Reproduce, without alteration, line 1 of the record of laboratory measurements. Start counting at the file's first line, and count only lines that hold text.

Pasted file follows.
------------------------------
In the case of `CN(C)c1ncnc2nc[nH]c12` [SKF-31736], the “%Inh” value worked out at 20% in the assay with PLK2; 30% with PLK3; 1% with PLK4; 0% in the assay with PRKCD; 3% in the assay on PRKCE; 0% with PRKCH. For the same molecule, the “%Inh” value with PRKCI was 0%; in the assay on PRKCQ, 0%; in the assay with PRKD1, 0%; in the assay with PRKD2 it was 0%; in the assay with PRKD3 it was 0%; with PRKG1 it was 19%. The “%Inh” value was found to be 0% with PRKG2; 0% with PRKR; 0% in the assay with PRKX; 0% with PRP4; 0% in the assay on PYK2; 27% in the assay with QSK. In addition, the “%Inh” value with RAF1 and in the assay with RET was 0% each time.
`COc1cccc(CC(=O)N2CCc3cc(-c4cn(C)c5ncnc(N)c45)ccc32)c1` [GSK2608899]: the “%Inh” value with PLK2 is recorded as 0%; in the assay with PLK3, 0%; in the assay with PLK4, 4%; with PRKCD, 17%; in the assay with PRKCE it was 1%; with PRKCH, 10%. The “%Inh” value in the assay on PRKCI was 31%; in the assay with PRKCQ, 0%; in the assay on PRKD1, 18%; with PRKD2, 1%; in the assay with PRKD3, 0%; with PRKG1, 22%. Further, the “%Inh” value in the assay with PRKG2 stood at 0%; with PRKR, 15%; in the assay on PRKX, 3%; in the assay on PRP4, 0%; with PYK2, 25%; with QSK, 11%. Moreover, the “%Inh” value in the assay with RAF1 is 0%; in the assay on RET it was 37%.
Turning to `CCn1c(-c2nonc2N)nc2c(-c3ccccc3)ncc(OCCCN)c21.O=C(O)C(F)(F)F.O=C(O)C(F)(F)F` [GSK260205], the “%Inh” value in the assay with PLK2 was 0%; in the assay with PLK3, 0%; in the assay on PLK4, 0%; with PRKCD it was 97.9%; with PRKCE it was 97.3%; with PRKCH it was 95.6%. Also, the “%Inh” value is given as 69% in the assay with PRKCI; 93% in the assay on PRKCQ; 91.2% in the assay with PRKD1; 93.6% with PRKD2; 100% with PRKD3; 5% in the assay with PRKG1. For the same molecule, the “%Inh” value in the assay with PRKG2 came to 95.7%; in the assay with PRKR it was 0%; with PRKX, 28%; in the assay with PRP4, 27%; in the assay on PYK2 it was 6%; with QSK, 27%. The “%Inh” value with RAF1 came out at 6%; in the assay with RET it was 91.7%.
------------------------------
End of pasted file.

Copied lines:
In the case of `CN(C)c1ncnc2nc[nH]c12` [SKF-31736], the “%Inh” value worked out at 20% in the assay with PLK2; 30% with PLK3; 1% with PLK4; 0% in the assay with PRKCD; 3% in the assay on PRKCE; 0% with PRKCH. For the same molecule, the “%Inh” value with PRKCI was 0%; in the assay on PRKCQ, 0%; in the assay with PRKD1, 0%; in the assay with PRKD2 it was 0%; in the assay with PRKD3 it was 0%; with PRKG1 it was 19%. The “%Inh” value was found to be 0% with PRKG2; 0% with PRKR; 0% in the assay with PRKX; 0% with PRP4; 0% in the assay on PYK2; 27% in the assay with QSK. In addition, the “%Inh” value with RAF1 and in the assay with RET was 0% each time.